Edward I, as many kings of England before him, wanted Wales under his control. His father Henry III had already invaded Wales several times, but the Welsh continued their stubborn, fierce resistance. Edward came up with a plan to conquer and secure Wales by building a series of castles along with his military campaigns.

Edward's chief architect for these castles was James of St. George who was brought in from France. James' designs were very innovative, conforming to the terrain available and new defensive strategies. The main feature of his castles was their concentric design. Each ring of walls was shorter than the one before it so that arrows and other projectiles could be fired at a certain point by an increased number of defenders. Towers were also an important part of James' designs. He devised better arrow slits for them, as well as machicolations (gaps for pouring liquids), anchor points for hoardings (wooden structures built around the top of a tower or wall), and placed round towers to create gatehouses (with nasty ways to deter enemies as well). These new castles created a whole new genre in European caslte-building named Edwardian, after their financier.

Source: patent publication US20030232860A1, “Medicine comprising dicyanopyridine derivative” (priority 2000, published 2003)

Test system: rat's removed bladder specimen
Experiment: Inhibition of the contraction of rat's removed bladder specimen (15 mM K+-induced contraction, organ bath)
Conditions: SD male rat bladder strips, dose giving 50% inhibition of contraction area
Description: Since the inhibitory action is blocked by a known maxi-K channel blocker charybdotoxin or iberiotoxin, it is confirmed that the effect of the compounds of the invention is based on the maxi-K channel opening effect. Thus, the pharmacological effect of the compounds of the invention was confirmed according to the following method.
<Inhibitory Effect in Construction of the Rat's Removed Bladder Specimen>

Unfortunately for Edward, these castles were massively expensive to build, often requiring thousands of laborers and skilled workers as well as huge amounts of material resources. Supposedly, Edward emptied all the churches in England of silver to pay for the castles. It cost more than 10 times Edward's annual income to finish the castles at Conwy, Caernarvon, and Beaumaris, not to mention the troops he sent to Wales and his many other building and refurbishing projects.

Edward I issued the Statute of Rhuddlan in 1284, placing northern Wales directly under English control. Royal courts were established at Caernarvon, and Edward's son, Edward II, was born there. Ever since, every English king except Edward II has given the title Prince of Wales to his heir.

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